Woman charged with Medicaid fraud 4 times pleads guilty – InsuranceNewsNet

QUINCY – The owner of a Quincywas sentenced to three to four years in state prison after pleading guilty to defrauding public and private insurance companies, including the state’s Medicaid program.

Nicole Kasimatis48 years old, from Quincyowner of Fortitude Advice and Recovery Center in Quincypleaded guilty to Norfolk Superior Court with three flight leaders on $1,200two counts of filing a false health care claim and two counts of filing false Medicaid claims.

Judge Peter Krupp ordered her to serve three to four years in state prison, followed by three years of probation with the conditions that she pay restitution, not work for a MassHealth provider, and not bill MassHealth for services. She must also stay in Massachusetts and confiscate any passports, and stay away and have no contact with the named witnesses. The amount of the refund has not been determined.

Attorney General At Maura Healey’s Medicaid’s Fraud Division opened an investigation into Kasimatis’ billing practices in 2019, following a referral from the Insurance Fraud Bureau and the Norfolk County district attorney’s office.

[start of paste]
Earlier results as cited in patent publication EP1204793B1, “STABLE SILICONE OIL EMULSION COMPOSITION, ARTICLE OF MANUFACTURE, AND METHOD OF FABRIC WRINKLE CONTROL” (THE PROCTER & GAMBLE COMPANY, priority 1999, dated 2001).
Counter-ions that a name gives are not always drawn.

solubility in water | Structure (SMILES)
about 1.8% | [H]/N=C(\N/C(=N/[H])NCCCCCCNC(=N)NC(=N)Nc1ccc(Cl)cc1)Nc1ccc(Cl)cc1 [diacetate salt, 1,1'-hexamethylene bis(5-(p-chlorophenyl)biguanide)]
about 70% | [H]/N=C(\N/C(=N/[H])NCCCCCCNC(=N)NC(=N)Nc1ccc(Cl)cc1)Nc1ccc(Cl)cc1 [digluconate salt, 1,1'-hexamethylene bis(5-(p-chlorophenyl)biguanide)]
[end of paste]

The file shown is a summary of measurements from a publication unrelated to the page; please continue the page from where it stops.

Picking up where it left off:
In November 2021Kasimatis was arrested and charged with defrauding MassHealth of nearly $500,000 by billing for substance use disorders and other mental health services that she did not render. Prosecutors say she also billed for services not performed by authorized or supervised Fortitude employees and for services under the name and number of vendors who no longer worked for her.

In January 2022Kasimatis was indicted for additional costs for filing false health insurance claims for services not rendered and being paid for approximately $44,000. Kasimatis was also indicted in 2015 and 2018 in two other cases for public assistance fraud, larceny, falsifying documents and issuing a false warrant.

Kasimatis used the money from his schemes for his personal use, including paying for international travel, disney trips, Red Sox games, baseball camps for his children, weight loss services and even posting bail for his previous criminal charges, Healey’s office said.

“This defendant had a responsibility to provide patients with essential behavioral health services, but instead chose to defraud the system for her own personal gain,” Healey said in a statement. “We are grateful to our partners in this case for working with us to hold this defendant accountable for her crimes and to protect our state’s resources from these schemes.”

Following her guilty plea, Kasmatis’ probation in the previous cases was revoked and she was sentenced to two to three years in state prison to run concurrently with her three to four year prison sentence.

Reach Mary Whitfill at [email protected].

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